Victoria, Princess Royal
|German Empress consort
Queen consort of Prussia
|Tenure||9 March 1888 – 15 June 1888|
|Spouse||Frederick III, German Emperor|
|Issue||Wilhelm II, German Emperor
Charlotte, Duchess of Saxe-Meiningen
Prince Henry of Prussia
Prince Sigismund of Prussia
Victoria, Princess Adolf of Schaumburg-Lippe
Prince Waldemar of Prussia
Sophie, Queen of the Hellenes
Margaret, Landgravine of Hesse-Kassel
|House||House of Saxe-Coburg and Gotha
House of Hohenzollern (by marriage)
|Father||Albert, Prince Consort|
21 November 1840|
Buckingham Palace, London, England, United Kingdom
|Died||5 August 1901
Schloss Friedrichshof, Kronberg im Taunus, Hesse, German Empire
|Burial||13 August 1901
Friedenskirche, Potsdam, German Empire
Victoria, Princess Royal (Victoria Adelaide Mary Louise; 21 November 1840 – 5 August 1901) was German Empress and Queen of Prussia by marriage to German Emperor Frederick III. After her husband's death, she became widely known as Empress Frederick (German: Kaiserin Friedrich).
Princess Victoria was born on 21 November 1840 at Buckingham Palace, London. Her mother and namesake was Queen Victoria, the only child of George III's fourth eldest son, Prince Edward, Duke of Kent and Strathearn and Princess Victoria of Saxe-Coburg-Saalfeld. Her father was Prince Albert of Saxe-Coburg and Gotha the second and younger son of Ernest I, Duke of Saxe-Coburg and Gotha and Princess Louise of Saxe-Gotha-Altenburg. She was baptised in the Throne Room of Buckingham Palace on 10 February 1841 (on her parents first wedding anniversary) by the Archbishop of Canterbury, William Howley. Her godparents were her maternal great-aunt Queen Adelaide, her maternal and paternal great-uncle King Leopold I of Belgium, her paternal grandfather Ernst I, Duke of Saxe-Coburg and Gotha (for whom The Duke of Wellington, Tory Leader in the Lords, stood proxy), her maternal great-uncle The Duke of Sussex, her maternal great-aunt The Duchess of Gloucester and her maternal grandmother The Duchess of Kent.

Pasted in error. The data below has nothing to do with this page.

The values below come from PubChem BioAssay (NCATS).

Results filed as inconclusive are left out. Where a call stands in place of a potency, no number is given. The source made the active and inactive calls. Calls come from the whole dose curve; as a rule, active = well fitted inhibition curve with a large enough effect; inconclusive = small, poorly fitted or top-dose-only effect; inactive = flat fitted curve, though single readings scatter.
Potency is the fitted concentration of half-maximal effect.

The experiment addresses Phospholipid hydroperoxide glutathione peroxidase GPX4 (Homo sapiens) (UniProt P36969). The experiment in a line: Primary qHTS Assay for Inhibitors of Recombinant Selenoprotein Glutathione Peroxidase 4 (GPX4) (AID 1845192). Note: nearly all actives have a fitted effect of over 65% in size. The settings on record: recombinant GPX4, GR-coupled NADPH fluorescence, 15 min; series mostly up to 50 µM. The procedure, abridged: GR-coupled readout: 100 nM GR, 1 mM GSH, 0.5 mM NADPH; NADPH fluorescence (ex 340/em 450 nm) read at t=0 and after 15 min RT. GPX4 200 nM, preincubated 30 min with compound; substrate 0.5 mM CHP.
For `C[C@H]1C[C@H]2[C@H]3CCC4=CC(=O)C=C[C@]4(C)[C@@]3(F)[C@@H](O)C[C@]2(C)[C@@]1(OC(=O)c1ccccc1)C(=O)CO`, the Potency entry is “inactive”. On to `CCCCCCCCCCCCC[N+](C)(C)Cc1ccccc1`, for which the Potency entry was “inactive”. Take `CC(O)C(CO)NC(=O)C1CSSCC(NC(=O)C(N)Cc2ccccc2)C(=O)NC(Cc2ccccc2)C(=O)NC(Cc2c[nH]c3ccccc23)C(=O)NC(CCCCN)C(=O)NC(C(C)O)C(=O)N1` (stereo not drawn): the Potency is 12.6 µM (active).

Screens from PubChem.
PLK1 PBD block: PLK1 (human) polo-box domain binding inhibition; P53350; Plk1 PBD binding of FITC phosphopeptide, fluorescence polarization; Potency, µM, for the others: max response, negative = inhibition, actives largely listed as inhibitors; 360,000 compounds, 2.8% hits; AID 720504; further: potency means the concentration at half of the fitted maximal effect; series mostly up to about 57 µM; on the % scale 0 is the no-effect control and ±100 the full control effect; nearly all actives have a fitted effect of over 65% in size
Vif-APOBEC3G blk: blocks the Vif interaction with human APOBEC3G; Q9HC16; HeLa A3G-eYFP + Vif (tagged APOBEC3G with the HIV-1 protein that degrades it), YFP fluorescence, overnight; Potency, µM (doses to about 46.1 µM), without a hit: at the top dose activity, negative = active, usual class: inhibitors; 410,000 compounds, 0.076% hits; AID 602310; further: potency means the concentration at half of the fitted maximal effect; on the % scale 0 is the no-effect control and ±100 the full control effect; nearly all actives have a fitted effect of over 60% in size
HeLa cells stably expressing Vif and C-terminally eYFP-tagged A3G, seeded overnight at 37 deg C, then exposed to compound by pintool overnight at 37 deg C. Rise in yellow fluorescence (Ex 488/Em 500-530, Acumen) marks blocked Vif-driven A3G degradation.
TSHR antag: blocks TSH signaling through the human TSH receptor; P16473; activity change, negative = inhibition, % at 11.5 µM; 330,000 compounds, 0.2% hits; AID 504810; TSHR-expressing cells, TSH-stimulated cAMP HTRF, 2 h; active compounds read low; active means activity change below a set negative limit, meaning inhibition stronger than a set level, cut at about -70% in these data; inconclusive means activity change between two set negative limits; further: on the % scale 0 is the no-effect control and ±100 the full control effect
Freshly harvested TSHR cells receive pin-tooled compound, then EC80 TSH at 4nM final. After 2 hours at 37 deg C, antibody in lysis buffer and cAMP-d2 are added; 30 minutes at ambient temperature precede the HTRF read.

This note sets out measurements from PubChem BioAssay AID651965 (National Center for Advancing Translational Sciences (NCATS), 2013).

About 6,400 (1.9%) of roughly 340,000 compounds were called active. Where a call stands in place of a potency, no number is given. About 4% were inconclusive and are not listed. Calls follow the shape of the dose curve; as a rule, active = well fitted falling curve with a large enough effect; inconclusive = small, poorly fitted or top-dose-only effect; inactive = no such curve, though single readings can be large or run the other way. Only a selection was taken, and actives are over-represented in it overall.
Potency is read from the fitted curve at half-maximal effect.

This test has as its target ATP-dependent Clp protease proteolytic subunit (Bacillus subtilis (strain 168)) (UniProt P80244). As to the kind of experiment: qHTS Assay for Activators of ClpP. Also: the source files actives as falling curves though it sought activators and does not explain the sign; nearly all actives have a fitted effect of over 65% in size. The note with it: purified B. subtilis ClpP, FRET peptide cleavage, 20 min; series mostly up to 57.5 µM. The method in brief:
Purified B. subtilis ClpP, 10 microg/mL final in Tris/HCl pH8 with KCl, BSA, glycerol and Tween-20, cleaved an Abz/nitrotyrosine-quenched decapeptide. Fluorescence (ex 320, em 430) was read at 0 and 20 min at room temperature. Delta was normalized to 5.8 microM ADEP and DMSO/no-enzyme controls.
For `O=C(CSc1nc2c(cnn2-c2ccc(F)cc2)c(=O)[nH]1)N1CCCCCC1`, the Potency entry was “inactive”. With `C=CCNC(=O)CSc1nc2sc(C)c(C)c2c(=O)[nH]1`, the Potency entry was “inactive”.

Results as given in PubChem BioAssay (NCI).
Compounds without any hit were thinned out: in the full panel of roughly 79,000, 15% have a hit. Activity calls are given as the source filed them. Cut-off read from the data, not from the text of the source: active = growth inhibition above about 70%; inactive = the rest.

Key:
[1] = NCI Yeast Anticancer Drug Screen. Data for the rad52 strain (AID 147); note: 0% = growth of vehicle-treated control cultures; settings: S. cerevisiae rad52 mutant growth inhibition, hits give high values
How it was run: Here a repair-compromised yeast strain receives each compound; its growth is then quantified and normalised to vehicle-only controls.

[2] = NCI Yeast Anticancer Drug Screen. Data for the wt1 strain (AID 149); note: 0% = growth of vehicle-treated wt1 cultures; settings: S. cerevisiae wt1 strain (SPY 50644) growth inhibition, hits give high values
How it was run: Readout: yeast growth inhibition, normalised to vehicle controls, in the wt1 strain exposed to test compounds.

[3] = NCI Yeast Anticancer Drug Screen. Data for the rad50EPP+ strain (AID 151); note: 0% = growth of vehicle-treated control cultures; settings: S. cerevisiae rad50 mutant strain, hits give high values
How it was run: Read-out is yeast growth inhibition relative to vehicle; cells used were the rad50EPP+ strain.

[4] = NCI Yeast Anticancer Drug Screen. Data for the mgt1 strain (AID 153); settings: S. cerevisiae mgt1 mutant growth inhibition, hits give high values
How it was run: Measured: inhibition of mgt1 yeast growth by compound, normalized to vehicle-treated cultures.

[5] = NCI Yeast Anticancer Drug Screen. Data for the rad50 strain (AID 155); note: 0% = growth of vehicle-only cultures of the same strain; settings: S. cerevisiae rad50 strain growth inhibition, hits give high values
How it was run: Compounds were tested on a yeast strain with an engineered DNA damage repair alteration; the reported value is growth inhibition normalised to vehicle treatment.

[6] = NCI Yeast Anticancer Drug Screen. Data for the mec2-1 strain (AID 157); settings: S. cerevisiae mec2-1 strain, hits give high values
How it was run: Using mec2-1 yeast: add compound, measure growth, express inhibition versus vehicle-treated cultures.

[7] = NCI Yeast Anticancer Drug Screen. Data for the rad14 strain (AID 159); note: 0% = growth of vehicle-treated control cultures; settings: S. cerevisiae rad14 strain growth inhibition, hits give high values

As a daughter of the sovereign, Victoria was automatically a British princess with the style Her Royal Highness, styled HRH The Princess Victoria (and in addition being heiress presumptive to the throne of the United Kingdom before the birth of her younger brother Prince Albert, later Edward VII on 9 November 1841). In 1841, the Queen created Victoria Princess Royal, giving her an honorary title sometimes conferred on the eldest daughter of the sovereign. Victoria was then styled HRH The Princess Royal. To her family, she was known simply as "Vicky".
The education of Victoria was closely supervised by her parents. She was precocious and intelligent, unlike her brother Albert Edward. She was taught to read and write before the age of five by her governess Lady Lyttelton and to speak French by her French nursery maid. The Princess Royal learned French and German from various governesses, and science, literature, Latin, and history from Sara Ann Hildyard. Prince Albert tutored her in politics and philosophy. The German astronomer Wilhelm Julius Foerster reported that the Empress visited the Berlin Observatory frequently and took keen interest in his astronomical work, and in the growth of the German Society for Ethical Culture.
in 1851, Victoria met her future husband, Prince Frederick William of Prussia (18 October 1831 – 15 June 1888), when he and his parents were invited to London by Queen Victoria and Prince Albert to attend the opening of the Great Exhibition. At the time, Frederick, the son of Prince William of Prussia and Princess Augusta of Saxe-Weimar, was second in line to the Prussian throne (after his father). The couple became engaged in 1855 while Frederick was on a visit to Balmoral; Victoria was just fourteen, while her future husband was a young man of twenty-four.
The Prussian Court and Buckingham Palace publicly announced the engagement on 19 May 1857. Seventeen-year-old Victoria married Frederick, at Queen Victoria's insistence, at the Chapel Royal, St. James's Palace, on 25 January 1858. The marriage was both a love match and a dynastic alliance. The Queen and Prince Albert hoped that Victoria's marriage to the future king of Prussia would cement close ties between London and Berlin, and possibly lead to the emergence of a unified and liberal Germany. At the time of their wedding, Londoners chanted "God save the Prince and Bride! God keep their lands allied!"
Put the crown on new Purssian Queen (Crown Princess)
In January 1861, on the death of his childless uncle King Frederick William IV of Prussia and the accession of his father as King William I, Prince Frederick became Crown Prince of Prussia, Victoria therefore became Crown Princess. The new Crown Prince and Crown Princess, however, were politically isolated; their liberal and Anglophile views clashing with the authoritarian rule of the Prussian minister-president, Otto von Bismarck. Despite their efforts to educate their son, Wilhelm, in British attitudes of democracy, he favoured his German tutors in aspiring to autocratic rule and thus became alienated from his parents, suspecting them of putting Britain's interests first. The couple had the use of the Crown Prince's Palace located in the heart of Berlin.